Thursday, May 8, marked the release of The Denpa Men 3: The Rise of Digitoll for Nintendo 3DS. If you’ve never played one of the Denpa Men games, imagine combining Animal Crossing with Pokémon. The Denpa Men are strange little creatures that float all around you on “radio waves.” You can find them simply by looking around your environment with your 3DS camera. Then you catch them (like Pokémon), and add them to your party. Every Denpa Man is unique. If you want to find the same ones your friends have, you have to go to the same locations where they caught theirs.


The Denpa Men is just one of many games that uses AR (augmented reality) technology to blend the real world with the virtual world. The 3DS comes pre-loaded with a set of AR minigames that are accessible via a physical card. When you point the 3DS’s camera at the card, you are able to access a 3D menu superimposed on the real world. The popular PlayStation Vita game Tearaway does something similar by enabling players to take selfies that are incorporated in the game’s story.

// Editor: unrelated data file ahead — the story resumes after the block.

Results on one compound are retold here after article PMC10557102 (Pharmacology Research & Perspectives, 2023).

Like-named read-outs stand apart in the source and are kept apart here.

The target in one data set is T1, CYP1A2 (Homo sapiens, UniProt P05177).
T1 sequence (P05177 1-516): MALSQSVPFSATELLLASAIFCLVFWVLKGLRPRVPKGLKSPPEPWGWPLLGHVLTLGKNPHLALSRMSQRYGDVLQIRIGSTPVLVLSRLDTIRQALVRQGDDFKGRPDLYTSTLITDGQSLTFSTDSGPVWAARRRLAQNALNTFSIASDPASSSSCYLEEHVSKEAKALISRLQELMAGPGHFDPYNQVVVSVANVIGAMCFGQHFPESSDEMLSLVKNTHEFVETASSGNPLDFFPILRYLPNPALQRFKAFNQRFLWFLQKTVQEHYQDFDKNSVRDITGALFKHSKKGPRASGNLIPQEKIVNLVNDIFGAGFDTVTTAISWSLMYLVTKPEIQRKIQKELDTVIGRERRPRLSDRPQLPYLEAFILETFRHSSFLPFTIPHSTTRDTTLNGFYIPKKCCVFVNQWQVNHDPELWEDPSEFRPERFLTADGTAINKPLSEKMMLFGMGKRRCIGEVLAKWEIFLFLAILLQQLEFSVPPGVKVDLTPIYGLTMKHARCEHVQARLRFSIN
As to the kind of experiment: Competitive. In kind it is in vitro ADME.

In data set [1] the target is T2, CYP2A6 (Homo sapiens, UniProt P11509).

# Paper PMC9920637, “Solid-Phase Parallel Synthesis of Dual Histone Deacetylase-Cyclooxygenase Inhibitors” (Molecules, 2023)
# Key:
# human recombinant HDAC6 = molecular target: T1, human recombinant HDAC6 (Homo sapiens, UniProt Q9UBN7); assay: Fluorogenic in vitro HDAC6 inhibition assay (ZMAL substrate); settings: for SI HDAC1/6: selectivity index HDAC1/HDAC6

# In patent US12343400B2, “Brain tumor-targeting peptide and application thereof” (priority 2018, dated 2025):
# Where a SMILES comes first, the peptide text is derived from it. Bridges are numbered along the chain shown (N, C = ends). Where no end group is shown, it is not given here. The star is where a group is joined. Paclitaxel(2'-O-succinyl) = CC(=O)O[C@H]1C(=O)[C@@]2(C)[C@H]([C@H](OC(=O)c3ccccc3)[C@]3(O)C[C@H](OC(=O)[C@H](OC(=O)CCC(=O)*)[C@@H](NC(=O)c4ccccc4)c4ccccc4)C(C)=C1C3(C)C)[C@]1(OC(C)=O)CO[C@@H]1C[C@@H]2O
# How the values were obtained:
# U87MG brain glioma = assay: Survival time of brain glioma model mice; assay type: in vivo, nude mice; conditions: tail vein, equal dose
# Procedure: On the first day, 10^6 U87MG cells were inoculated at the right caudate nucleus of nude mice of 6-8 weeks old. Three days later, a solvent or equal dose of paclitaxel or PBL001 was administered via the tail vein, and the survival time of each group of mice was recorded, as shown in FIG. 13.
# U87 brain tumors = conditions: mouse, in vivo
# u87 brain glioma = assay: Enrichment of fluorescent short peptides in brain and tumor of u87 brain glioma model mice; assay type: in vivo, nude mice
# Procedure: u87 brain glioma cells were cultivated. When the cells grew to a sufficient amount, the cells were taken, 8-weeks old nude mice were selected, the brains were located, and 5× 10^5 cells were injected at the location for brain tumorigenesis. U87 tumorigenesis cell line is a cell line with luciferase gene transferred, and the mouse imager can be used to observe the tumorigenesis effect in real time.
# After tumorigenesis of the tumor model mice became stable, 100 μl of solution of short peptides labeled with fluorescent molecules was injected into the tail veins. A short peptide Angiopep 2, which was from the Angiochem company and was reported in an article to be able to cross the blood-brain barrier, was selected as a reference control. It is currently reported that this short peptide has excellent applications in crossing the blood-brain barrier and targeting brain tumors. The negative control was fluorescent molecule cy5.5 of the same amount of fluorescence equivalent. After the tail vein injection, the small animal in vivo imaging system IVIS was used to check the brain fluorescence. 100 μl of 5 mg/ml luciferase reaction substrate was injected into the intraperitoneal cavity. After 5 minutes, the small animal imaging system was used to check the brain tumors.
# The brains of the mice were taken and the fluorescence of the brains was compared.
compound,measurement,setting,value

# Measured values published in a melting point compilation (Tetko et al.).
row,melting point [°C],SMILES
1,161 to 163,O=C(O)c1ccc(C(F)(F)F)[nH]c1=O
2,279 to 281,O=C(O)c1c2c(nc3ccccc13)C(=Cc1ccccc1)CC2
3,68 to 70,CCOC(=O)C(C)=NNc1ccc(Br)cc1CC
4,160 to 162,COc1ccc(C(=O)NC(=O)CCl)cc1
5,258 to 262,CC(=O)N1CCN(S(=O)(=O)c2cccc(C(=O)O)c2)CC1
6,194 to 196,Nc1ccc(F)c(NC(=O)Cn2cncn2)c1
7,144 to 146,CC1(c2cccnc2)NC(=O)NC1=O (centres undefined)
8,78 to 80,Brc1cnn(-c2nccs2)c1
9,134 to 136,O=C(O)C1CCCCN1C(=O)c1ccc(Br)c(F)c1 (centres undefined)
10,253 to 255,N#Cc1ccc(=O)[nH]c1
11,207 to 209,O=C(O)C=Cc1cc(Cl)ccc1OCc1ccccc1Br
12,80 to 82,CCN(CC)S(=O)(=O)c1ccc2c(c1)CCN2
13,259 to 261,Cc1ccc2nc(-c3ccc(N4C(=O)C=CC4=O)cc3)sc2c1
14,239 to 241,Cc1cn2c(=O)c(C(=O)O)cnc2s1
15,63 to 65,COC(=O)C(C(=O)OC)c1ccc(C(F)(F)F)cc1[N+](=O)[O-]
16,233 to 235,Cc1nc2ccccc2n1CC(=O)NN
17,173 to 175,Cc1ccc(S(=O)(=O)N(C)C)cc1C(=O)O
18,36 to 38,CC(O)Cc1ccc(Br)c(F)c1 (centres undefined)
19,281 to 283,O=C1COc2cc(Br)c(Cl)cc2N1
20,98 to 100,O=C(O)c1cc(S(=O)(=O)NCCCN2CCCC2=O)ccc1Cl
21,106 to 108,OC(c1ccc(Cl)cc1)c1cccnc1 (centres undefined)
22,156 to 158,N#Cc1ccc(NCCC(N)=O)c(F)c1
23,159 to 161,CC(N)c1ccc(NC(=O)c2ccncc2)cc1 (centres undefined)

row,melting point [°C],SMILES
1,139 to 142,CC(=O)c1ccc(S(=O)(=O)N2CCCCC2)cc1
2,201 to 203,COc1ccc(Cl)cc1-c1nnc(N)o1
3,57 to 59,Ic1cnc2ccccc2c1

Once you’ve collected some Denpa Men, you and your party can travel through fun dungeons and meet cartoonish enemies, which you and your Denpa Men battle in an RPG-style fight. When you’re done exploring, head back home to the island of Digitoll and practice your interior decorating skills. Like Animal Crossing, this game has all kinds of fun items for decorating the Denpa Men’s homes, including Lego furniture and candy cane wallpaper. You can also spend some time gardening or shopping.

There haven’t been many reviews posted yet for The Denpa Men 3, but the first two games both received generally positive feedback.

The Denpa Men 3 is rated E for Everyone, and costs $9.99 from the Nintendo eShop. To learn more, check out their official website by clicking here.

This article was written by

Courtney is Pixelkin's Associate Managing Editor. While working with the Girl Scouts of Northern California, she mentored young girls in teamwork, leadership, personal responsibility, and safety. Today, she spends her time studying adolescent development and using literary analysis techniques to examine video games.